Diabetes Home > Type 2 Diabetes

Other Types of Diabetes

There are two main types of diabetes. In one form of diabetes, people must take insulin every day. This is called type 1 diabetes, formerly known as juvenile-onset diabetes. Type 1 diabetes is often first seen in children, teenagers, or adults under age 30.
 
The second form of diabetes happens when the body produces insulin but doesn't use it in the right way. This is called type 2 diabetes, formerly called adult-onset diabetes. It is most common in people over the age of 40. Type 2 diabetes is linked to:
 
  • Obesity
  • Lack of activity
  • Family history of diabetes
  • Family background.
     
African Americans, Hispanic/Latino Americans, American Indians, and some Asian Americans and Pacific Islanders are at high risk for type 2 diabetes.
 
There is also a condition called pre-diabetes in which blood glucose levels are higher than normal but not high enough to be called diabetes. This condition raises the risk of:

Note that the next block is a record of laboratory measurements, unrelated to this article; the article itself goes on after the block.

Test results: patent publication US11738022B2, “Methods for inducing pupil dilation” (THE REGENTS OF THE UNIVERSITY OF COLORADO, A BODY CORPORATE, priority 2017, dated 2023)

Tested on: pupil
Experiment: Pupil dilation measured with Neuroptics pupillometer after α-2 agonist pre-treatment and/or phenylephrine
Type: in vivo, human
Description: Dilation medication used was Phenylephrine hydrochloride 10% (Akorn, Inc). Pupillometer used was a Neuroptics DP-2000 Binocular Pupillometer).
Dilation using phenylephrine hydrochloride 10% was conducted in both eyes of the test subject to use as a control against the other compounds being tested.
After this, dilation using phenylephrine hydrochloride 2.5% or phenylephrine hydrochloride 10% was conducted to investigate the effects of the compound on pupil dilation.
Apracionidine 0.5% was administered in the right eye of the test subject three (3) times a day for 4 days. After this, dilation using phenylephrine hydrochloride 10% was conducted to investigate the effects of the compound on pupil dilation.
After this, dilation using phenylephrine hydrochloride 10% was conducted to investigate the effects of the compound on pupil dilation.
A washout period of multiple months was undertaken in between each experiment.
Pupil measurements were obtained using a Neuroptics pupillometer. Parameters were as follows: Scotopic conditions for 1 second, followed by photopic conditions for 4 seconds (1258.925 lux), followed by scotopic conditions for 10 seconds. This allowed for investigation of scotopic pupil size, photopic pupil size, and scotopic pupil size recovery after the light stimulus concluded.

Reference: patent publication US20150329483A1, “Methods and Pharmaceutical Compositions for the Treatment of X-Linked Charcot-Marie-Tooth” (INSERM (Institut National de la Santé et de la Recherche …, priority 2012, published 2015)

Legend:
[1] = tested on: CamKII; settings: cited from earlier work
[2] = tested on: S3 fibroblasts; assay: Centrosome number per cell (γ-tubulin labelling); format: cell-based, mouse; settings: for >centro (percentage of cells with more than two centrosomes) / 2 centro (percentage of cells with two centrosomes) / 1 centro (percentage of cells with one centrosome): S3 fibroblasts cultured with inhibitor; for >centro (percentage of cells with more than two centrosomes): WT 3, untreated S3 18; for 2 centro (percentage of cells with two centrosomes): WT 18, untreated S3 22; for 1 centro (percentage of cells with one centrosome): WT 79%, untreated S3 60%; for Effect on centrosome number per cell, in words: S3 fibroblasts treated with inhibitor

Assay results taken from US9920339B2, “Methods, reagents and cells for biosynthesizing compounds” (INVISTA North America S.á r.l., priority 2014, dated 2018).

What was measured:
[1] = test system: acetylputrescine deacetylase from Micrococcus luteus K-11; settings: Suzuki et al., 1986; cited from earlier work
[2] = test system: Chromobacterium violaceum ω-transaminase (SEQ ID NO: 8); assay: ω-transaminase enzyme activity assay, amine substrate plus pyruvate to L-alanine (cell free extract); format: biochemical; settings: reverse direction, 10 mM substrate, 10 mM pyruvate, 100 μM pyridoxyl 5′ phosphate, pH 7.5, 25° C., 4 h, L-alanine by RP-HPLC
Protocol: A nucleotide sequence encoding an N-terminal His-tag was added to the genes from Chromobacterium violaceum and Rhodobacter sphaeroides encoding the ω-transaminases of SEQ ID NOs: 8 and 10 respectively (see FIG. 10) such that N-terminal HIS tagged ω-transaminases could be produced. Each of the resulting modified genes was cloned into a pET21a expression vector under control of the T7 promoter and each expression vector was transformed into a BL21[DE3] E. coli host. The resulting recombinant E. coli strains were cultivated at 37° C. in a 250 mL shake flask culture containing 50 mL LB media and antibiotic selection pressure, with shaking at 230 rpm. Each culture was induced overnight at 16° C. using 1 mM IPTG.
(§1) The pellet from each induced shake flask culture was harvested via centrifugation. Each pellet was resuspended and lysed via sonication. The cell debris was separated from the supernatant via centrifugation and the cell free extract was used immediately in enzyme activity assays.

People with pre-diabetes can delay or prevent type 2 diabetes by losing weight and being more active.
 

Health Concerns Related to Type 2 Diabetes

Blood glucose levels that are either very high or very low can lead to serious medical problems, even emergencies. In addition to the health problems noted above, people with type 2 diabetes can go into a coma (become unconscious) if their blood glucose levels get too high. Low blood glucose (called hypoglycemia) can also cause problems if it's untreated. Usually, hypoglycemia is mild and can easily be treated by eating or drinking something high in carbohydrates, such as:
 
  • Bread
  • Fruit
  • Potatoes
  • Milk.
     
Left untreated, however, hypoglycemia can lead to a loss of consciousness. Although hypoglycemia can occur suddenly, it can usually be treated quickly, bringing the person's blood glucose level back to normal.
 
Researchers recently have found that people with type 2 diabetes also have an increased risk for Alzheimer's disease. Studies are under way to understand this connection and to see whether strict control of glucose can delay or prevent this problem.
 
Written by/reviewed by:
Last reviewed by: Arthur Schoenstadt, MD
Last updated/reviewed:
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